Nunavik LHCs

Arqivik LHC of Tasiujaq

Arqivik LHC of TasiujaqTasiujaq, meaning "Which Resembles a Lake" in Inuktitut is an Inuit community in the territory of Northern Quebec.  The community is located on the shores of Leaf Bay 60 km from Ungava Bay at approximately 59°19'1" N, 69°34'46" W.  As of 2006, the population of Tasiujaq was 249.  Arqivik Landholding Corporation of Kangirsuk is the owner of 629.8 km2 of Category I lands and has specific rights, responsibilities and controls over 3,840.3 km2 of Category II lands.

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Tasiujaq was built on the shores of Leaf Lake at the head of Deep Harbour on the Finger River. It lies a few kilometres north of the tree line. Here, the shrub tundra finally gives way to the arctic tundra. Tasiujaq, which means 'resembling a lake,' actually refers to the whole of Leaf Basin: Leaf Lake, Leaf Passage and Leaf Bay. Leaf Basin is renowned for its high tides, which regularly exceed 15 m.

In the 1950s, when the federal government opened a school in Kuujjuaq and started delivering social services, many Inuit congregated around the emerging village. The wildlife resources of Kuujjuaq however were scarce and many Inuit were forced to rely on government allowances. In 1963, the Northern Quebec directorate of the provincial government, hoping to in part remedy in part this problem, decided to create a new village on the south shore of Leaf Lake where wildlife resources were more plentiful.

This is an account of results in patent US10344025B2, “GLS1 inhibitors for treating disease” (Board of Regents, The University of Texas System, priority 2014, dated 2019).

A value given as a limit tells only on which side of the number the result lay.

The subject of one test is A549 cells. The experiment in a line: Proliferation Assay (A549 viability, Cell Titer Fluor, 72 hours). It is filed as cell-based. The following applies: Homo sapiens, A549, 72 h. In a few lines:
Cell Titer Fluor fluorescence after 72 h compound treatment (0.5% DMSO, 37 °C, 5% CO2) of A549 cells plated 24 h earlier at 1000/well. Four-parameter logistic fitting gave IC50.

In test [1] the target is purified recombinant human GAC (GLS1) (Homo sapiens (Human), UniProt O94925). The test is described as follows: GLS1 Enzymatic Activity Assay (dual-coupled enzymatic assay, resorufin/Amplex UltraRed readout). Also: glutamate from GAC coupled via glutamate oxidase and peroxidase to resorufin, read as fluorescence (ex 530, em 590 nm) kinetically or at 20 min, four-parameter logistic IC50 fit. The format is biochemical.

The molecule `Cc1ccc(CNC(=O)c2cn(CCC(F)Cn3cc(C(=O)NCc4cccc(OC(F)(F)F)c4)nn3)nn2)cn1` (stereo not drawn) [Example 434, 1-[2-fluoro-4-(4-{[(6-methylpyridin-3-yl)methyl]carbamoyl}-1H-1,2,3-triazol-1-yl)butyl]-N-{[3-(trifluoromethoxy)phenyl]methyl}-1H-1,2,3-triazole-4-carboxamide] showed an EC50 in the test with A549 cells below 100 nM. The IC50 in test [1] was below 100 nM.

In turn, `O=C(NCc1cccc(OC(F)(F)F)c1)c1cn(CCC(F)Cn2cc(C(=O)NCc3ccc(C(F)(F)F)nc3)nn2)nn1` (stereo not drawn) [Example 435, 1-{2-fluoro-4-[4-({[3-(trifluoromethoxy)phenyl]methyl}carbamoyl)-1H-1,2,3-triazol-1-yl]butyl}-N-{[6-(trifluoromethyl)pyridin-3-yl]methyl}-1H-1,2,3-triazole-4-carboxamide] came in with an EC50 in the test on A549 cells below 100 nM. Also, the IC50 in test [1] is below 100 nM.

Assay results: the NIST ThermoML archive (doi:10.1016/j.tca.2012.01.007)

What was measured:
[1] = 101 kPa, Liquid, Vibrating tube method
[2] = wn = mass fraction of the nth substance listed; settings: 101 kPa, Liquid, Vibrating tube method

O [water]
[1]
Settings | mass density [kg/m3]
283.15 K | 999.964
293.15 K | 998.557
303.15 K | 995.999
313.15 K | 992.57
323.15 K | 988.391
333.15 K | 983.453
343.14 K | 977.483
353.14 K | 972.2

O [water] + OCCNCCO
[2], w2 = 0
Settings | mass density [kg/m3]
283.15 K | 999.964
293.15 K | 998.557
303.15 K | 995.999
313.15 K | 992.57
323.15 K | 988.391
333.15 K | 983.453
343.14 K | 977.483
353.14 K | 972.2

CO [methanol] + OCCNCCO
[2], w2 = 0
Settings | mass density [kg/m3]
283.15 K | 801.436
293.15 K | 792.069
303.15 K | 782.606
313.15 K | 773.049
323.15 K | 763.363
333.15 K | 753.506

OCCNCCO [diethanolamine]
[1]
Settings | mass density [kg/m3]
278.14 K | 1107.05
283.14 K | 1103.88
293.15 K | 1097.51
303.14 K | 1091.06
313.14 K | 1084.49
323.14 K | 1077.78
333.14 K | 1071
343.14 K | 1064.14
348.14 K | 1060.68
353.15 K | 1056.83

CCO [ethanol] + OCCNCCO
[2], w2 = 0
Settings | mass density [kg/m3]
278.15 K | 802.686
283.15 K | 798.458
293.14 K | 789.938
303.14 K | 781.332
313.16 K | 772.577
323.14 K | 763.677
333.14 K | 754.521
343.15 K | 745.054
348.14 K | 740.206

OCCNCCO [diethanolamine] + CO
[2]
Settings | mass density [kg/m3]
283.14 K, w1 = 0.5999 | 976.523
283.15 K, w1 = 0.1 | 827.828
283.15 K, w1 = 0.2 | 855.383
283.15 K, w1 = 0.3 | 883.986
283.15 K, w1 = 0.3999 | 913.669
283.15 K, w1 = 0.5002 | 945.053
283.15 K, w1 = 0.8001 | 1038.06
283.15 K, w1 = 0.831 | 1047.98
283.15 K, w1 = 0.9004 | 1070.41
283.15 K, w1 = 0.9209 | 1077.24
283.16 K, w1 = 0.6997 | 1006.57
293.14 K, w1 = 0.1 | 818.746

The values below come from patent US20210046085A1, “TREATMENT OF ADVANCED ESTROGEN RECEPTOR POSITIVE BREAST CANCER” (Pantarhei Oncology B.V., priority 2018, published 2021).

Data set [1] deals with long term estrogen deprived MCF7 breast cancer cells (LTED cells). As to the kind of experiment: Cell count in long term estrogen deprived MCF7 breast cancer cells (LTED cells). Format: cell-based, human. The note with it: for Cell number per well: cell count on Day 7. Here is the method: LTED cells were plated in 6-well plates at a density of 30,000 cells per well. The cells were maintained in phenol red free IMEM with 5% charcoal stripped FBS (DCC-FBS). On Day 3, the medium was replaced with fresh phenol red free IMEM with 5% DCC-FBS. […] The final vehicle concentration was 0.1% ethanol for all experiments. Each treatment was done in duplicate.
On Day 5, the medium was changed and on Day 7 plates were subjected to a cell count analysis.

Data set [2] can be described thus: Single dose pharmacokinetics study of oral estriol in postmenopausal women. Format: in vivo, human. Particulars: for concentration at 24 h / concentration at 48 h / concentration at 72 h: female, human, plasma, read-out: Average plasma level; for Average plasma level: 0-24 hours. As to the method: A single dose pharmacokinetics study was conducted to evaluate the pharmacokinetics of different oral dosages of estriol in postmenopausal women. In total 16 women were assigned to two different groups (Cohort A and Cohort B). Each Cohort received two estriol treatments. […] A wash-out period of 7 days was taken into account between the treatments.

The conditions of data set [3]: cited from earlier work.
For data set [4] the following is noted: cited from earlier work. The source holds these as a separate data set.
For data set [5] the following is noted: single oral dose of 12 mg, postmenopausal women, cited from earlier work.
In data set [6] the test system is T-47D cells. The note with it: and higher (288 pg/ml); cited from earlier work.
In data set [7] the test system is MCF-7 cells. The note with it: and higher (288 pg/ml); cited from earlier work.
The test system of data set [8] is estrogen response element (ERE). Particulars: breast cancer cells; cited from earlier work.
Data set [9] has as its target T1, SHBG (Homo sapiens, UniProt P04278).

The landholding corporations are legal entities created as non-profit associations under section
5 of the Land Regime Act, and governed by said Act, the JBNQA and the Quebec Companies

The membership of the landholding corporations is composed of the beneficiaries affiliated to
their respective communities. They are therefore ethnic bodies that serve community interests.

The internal structure of the landholding corporations is governed by By-laws duly adopted by
the members of the corporations. Thus, they can establish a Board of Directors composed of 3
to 12 members (according to the need of the communities) elected for a two (2) years term.
Among such directors, an executive committee is instituted with functions relevant to the
presidency, vice-presidency, secretarial and treasury of the organization.

The Board of directors has general administration powers, which include the power to hire staff
members, adopt by-laws, signing contracts, commit financially, etc., while bearing in mind their
general mandate, which is the pursuit of benefits for their respective communities.

Their principal duties and powers originate from the Land Regime Act and from the Act
respecting Hunting, Fishing and Trapping in the James Bay and Northern Quebec territories and
Chapter 3 of the JBNQA regarding eligibility of JBNQA beneficiaries. In addition, various
environmental laws allow landholding corporations to make representation to environmental
review boards created by the JBNQA.

They can be involved in profitable activities by incorporating subsidiary companies, even in
partnership with outside organizations, other landholding corporations or individuals.

Local landholding corporations are also responsible for the maintenance and updating of their
respective enrollment beneficiary list, among which amounts are proportionally allocated from
the Hunter Support Program created under the JBNQA.

Board of Directors
James May
Johnny Cain
Willie Cain Jr (President)
Billy Cain (Vice-President)
Lucina Cain May (Secretary)
Lucina Cain May (Treasurer)
General Manager
NameMarkusie Annahatak
Contact Information
Postal CodeJ0M 1T0
Subsidiary Companies
SubsidiaryIqaluppik Hotel
DescriptionHotel Accomodations 2 stars
AddressPO BOX 52, Bldg 60, Tasiujaq, QC, J0M 1T0
PhoneTel.: 819 633 5414, Fax: 819 633 5491
ContactKathy Kauki

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